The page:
“We have a significant increased ability to get the aircraft launched off the flight deck fully loaded with ordnance appropriate to the mission.”
This workflow and the other modifications for flight deck operations are changing how the metrics for USS Ford versus USS Nimitz performance should be measured.
As Rear Adm. Clapperton put it: “We are working with Carrier Strike Group Four, the group which certifies when a strike group is ready for deployment.
“We are working with them to determine realistic and reasonable measures applicable to Ford versus Nimitz class.
“What are the metrics for launch and recovery, for ordnance delivery, for sortie generation, and weapons employment that we are going to use for a Ford class carrier versus a Nimitz class carrier?”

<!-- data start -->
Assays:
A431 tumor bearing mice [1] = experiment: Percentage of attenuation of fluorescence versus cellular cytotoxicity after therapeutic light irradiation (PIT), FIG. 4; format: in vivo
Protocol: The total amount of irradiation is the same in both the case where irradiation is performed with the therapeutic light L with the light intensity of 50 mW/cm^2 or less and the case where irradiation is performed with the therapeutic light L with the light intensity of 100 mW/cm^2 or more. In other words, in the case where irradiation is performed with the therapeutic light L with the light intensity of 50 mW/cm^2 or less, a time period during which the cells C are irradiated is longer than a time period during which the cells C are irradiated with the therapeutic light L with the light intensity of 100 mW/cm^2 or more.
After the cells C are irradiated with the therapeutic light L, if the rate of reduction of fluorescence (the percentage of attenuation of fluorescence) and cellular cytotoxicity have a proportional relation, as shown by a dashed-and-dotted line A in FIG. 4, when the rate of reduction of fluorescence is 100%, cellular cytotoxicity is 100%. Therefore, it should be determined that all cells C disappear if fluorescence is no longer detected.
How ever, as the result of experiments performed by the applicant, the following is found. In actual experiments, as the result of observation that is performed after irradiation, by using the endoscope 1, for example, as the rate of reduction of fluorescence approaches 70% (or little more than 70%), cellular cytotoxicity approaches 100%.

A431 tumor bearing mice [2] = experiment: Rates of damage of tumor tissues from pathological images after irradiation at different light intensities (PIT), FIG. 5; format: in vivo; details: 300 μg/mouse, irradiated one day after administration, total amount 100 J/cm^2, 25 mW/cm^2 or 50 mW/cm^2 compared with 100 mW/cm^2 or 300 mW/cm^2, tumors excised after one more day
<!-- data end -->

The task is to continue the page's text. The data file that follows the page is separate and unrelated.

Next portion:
He also added a key point with regard to speed to deliver of multi-mission impact: “Clearly, we can more rapidly support multiple options, from ASW, to fleet defense, to surface warfare, to information warfare or air to ground.
I would call this a speed to deployment metric as well as speed to reconfigure for mission packages metric, both of which are facilitated by the new weapons workflow as well as the deck operations workflow on the USS Ford.
For me, what the USS Gerald R. Ford class will enable is a much more rapid speed to deployment and to do so with an ability to arm the aircraft for a wide range of missions.